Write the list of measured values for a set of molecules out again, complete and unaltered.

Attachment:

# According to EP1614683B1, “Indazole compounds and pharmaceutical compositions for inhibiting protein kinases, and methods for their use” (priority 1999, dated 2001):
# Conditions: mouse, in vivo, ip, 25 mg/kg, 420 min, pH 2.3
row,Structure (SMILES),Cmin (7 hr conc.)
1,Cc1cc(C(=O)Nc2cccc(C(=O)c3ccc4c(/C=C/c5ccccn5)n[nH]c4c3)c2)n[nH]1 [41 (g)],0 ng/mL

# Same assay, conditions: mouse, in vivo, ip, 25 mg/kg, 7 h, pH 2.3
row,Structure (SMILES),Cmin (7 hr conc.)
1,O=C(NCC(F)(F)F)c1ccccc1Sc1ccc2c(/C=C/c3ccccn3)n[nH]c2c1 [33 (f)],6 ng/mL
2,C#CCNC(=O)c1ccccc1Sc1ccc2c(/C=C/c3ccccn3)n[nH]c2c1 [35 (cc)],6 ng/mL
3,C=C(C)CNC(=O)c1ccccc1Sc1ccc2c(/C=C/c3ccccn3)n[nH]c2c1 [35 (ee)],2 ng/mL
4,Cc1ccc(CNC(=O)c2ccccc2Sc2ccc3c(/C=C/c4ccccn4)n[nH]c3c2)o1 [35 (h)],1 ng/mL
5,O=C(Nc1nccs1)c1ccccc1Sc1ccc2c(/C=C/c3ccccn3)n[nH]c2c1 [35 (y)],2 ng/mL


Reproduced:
# According to EP1614683B1, “Indazole compounds and pharmaceutical compositions for inhibiting protein kinases, and methods for their use” (priority 1999, dated 2001):
# Conditions: mouse, in vivo, ip, 25 mg/kg, 420 min, pH 2.3
row,Structure (SMILES),Cmin (7 hr conc.)
1,Cc1cc(C(=O)Nc2cccc(C(=O)c3ccc4c(/C=C/c5ccccn5)n[nH]c4c3)c2)n[nH]1 [41 (g)],0 ng/mL

# Same assay, conditions: mouse, in vivo, ip, 25 mg/kg, 7 h, pH 2.3
row,Structure (SMILES),Cmin (7 hr conc.)
1,O=C(NCC(F)(F)F)c1ccccc1Sc1ccc2c(/C=C/c3ccccn3)n[nH]c2c1 [33 (f)],6 ng/mL
2,C#CCNC(=O)c1ccccc1Sc1ccc2c(/C=C/c3ccccn3)n[nH]c2c1 [35 (cc)],6 ng/mL
3,C=C(C)CNC(=O)c1ccccc1Sc1ccc2c(/C=C/c3ccccn3)n[nH]c2c1 [35 (ee)],2 ng/mL
4,Cc1ccc(CNC(=O)c2ccccc2Sc2ccc3c(/C=C/c4ccccn4)n[nH]c3c2)o1 [35 (h)],1 ng/mL
5,O=C(Nc1nccs1)c1ccccc1Sc1ccc2c(/C=C/c3ccccn3)n[nH]c2c1 [35 (y)],2 ng/mL